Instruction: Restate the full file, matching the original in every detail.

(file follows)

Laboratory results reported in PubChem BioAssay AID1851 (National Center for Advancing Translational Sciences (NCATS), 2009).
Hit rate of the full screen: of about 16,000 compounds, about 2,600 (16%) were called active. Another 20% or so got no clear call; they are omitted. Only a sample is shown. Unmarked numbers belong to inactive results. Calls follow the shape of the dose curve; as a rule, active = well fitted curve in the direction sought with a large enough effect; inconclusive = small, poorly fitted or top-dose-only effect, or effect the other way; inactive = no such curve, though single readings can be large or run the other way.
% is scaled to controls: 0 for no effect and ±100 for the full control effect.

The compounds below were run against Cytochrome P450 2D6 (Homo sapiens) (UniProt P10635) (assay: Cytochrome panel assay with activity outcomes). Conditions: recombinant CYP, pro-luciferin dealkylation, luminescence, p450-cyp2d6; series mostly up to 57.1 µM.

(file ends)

Laboratory results reported in PubChem BioAssay AID1851 (National Center for Advancing Translational Sciences (NCATS), 2009).
Hit rate of the full screen: of about 16,000 compounds, about 2,600 (16%) were called active. Another 20% or so got no clear call; they are omitted. Only a sample is shown. Unmarked numbers belong to inactive results. Calls follow the shape of the dose curve; as a rule, active = well fitted curve in the direction sought with a large enough effect; inconclusive = small, poorly fitted or top-dose-only effect, or effect the other way; inactive = no such curve, though single readings can be large or run the other way.
% is scaled to controls: 0 for no effect and ±100 for the full control effect.

The compounds below were run against Cytochrome P450 2D6 (Homo sapiens) (UniProt P10635) (assay: Cytochrome panel assay with activity outcomes). Conditions: recombinant CYP, pro-luciferin dealkylation, luminescence, p450-cyp2d6; series mostly up to 57.1 µM.